Gandhi Story

No one is required to change more than those of us who present ourselves as leaders of educational reform and transformation. Why? Because we are required to model the behaviors we want other to adapt.

There is a story of a woman in India who was upset that her son was eating too much sugar. No matter how much she chided him, he continued to satisfy his sweet tooth. Totally frustrated, she decided to take her son to see his great hero Mahatma Gandhi.

She approached the great leader respectfully and said,

Sir, my son eats too much sugar. It is not good for his health. Would you please advise him to stop eating it?”

Gandhi listened to the woman carefully, turned and spoke to her son,

Go home and come back in two weeks.”

The woman looked perplexed and wondered why he had not asked the boy to stop eating sugar. She took the boy by the hand and went home.

Two weeks later she returned, boy in hand. Gandhi motioned for them to come forward. He looked directly at the boy and said,

Boy, you should stop eating sugar. It is not good for your health.”

The boy nodded and promised he would not continue this habit any longer.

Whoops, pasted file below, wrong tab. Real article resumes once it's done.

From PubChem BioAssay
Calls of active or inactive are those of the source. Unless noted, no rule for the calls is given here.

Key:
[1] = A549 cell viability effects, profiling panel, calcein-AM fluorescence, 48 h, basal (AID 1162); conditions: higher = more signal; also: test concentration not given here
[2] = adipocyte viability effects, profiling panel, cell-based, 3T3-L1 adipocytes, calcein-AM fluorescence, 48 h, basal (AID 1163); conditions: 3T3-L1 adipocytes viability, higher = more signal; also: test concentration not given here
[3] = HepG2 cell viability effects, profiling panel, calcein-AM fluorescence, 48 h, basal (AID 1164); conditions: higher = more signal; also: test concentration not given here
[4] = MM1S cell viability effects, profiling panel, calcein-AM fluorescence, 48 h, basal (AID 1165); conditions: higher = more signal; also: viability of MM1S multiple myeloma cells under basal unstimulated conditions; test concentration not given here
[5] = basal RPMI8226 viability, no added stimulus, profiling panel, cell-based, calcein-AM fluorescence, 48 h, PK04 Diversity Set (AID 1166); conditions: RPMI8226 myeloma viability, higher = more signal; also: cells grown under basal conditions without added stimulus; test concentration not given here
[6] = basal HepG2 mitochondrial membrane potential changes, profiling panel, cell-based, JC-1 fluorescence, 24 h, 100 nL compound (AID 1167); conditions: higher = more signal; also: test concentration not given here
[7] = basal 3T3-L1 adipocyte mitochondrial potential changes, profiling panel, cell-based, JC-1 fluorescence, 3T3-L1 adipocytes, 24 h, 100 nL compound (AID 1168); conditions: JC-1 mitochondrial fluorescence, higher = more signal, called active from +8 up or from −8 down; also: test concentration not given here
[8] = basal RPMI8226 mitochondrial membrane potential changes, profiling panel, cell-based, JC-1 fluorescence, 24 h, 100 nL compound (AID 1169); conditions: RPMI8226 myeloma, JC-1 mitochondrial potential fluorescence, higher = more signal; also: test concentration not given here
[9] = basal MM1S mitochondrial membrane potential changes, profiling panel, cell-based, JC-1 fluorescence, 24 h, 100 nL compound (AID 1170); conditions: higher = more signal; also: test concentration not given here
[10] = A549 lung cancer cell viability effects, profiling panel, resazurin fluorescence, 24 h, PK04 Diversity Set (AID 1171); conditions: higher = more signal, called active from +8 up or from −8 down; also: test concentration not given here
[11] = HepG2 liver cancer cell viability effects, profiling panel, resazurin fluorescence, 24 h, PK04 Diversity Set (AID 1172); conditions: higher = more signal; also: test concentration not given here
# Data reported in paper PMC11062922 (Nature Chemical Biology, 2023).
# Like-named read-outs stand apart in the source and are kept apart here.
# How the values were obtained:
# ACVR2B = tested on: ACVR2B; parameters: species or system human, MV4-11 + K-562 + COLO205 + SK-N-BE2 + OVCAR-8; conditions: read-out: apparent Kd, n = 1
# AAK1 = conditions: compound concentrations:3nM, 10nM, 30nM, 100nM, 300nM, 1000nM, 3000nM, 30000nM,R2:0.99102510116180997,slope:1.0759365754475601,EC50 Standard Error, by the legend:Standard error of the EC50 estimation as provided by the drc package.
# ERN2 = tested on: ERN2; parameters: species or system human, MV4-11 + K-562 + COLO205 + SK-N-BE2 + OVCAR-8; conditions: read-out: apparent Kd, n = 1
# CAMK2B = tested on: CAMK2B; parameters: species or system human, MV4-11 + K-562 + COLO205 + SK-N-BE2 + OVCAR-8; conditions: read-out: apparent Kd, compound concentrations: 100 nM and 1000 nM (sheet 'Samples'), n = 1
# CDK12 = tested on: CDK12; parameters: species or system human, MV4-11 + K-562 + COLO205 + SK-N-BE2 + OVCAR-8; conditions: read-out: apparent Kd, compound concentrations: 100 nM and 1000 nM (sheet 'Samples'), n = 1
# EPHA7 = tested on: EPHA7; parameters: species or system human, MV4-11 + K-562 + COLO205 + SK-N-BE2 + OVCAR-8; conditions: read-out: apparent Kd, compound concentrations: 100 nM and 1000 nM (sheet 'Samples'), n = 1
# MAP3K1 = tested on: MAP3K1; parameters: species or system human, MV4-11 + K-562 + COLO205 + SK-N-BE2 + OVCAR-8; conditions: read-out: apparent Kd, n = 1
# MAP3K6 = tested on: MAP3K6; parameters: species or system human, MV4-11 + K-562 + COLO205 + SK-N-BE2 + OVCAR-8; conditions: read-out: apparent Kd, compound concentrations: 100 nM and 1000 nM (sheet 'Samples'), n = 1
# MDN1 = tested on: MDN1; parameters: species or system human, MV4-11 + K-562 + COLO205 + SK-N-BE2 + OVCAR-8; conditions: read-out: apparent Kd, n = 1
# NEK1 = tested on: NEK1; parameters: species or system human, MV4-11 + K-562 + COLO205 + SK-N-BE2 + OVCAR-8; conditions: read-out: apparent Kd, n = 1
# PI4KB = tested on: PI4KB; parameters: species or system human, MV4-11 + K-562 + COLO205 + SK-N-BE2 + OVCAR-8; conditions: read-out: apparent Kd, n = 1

The boy’s mother turned to Gandhi and asked,

Why didn’t you tell him that two weeks ago when I brought him here to see you?”

Gandhi smiled,

Mother, two weeks ago I was still eating sugar myself.”

Gandhi lived in such integrity that he would not allow himself to give advice unless he was living by it himself.

This is a worthy summer reflection for those of us who give advice to others in the name of educational change.


Note: I will be away for the next week camping at the beach. No electricity. No cell coverage. My best wishes to all for a peaceful and restful week.

18 thoughts on “Gandhi Story

  1. Dear Peter:

    I am reading through. Good time for reflection.

    Get plenty of exercise. My Ghandi advice.


  2. I love the story, the version I know is much more colorful and is a real story as it slowly unfolds and takes the listener through the agony of the women with the perplexing answer Gandhi provides. This version is stripped to the bare minimum

  3. Reblogged this on Random Walks and commented:
    This is a beautiful story reminding me to be humble in giving advise or instructing someone, and to first walk the path along which I am guiding the next person.

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